Employee safety and well-being have never been under more scrutiny than in the modern age. Compared to the Industrial Age when workers were viewed as little more than cogs in the system, companies in the Information Age are actually compelled to provide their employees with a good work-life balance. And part of making any office a humane place to work in involves giving regular safety talks.
Unlike keynote speeches or year-end reports, safety talks are relatively more straightforward. They were designed to remind employees to adhere to certain company policies so that their well-being remains safe while on the job. However, giving a good safety talk takes a bit more than simply reading passages off the company manual.
So, what does it take to pull off an engaging talk on safety? For starters, the speakers behind effective safety talks often have the following characteristics:
Each workplace and occupation comes with its own unique set of potential hazards. A good safety talk speaker should be able to recognize that, along with what those hazards are exactly and stick to those. You can probably give a briefing on basic security during the start of the safety talks, but otherwise, you should focus only on addressing the prevention of the potential dangers in your work place or profession.
As a guide, whenever you hesitate about including a particular topic in your presentation, ask yourself if it is a common concern for the people you will be addressing. If the answer is “no” or if it takes you too long to decide, then perhaps it is better omitted.
One way to radiate integrity where safety talks are concerned is to prepare well before the presentation. You should be well-acquainted with the basics of safe workplace practices and with the company policies that are relevant to the topic at hand. In addition to this, you also need to cultivate a respectable demeanor. Good body posture (upright but relaxed), a well-modulated voice, and proper pacing all indicate the sort of quiet confidence that an audience is more likely to take note of and pay attention to.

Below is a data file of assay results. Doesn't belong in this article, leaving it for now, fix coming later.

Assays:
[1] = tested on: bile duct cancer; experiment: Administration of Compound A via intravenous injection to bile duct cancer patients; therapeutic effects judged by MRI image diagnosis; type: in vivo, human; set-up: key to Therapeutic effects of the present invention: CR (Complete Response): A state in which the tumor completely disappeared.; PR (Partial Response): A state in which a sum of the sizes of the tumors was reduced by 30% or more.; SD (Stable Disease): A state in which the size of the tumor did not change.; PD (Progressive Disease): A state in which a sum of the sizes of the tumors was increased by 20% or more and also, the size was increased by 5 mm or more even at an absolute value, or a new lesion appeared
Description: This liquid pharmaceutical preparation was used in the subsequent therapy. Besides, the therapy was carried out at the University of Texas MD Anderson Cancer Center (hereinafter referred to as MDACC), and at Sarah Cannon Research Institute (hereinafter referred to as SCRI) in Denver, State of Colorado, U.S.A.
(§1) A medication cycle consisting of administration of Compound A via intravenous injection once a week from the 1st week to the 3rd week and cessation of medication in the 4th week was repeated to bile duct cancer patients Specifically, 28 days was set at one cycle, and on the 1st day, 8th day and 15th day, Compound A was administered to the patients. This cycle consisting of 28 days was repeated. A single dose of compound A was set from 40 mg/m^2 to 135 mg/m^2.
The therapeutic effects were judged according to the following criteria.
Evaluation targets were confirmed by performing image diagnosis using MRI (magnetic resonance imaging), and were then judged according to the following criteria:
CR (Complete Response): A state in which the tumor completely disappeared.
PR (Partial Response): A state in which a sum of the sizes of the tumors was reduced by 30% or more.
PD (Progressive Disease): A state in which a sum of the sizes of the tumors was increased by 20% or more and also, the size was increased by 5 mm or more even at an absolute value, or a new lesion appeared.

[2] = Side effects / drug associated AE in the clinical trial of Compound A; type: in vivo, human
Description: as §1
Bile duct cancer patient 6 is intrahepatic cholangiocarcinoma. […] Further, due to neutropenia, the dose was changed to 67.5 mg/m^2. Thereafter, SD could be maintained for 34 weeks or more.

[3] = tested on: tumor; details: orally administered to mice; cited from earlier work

3.) A genuine concern for people’s well-being.
Most safety officers take on the job not just because it yields a regular paycheck, but also because they are catering to a higher calling. After all, how many people can say that their main occupation is looking after their fellow colleague’s safety and security?
There is a saying that goes, “People don’t care what you know unless they know how much you care.” This just means that people are more likely to listen to what you have to say if they can sense that you are giving the presentation for their benefit. You don’t have to present a dramatic façade to accomplish this, of course. Simply refrain from reading off the slides and address the audience in your own words, not so much as a boss, but as a fellow colleague facing the same dangers in the same workplace.
It is usually very helpful to have an open forum of sorts at the end of every safety talk. This way, you can address any questions or concerns that may have arisen in the minds of your audience during your presentation. A good safety officer not only makes time for this, but is also able to anticipate the sort of concerns that may come up.
And in case a question leaves you stumped, just say that you will look into it and get back to the person who posed it (and make sure that you do). A bit of humility and sincerity goes a longer way than pretending to be all-knowing.
– Most safety officers take on the job not just because it yields a regular paycheck, but also because they are catering to a higher calling.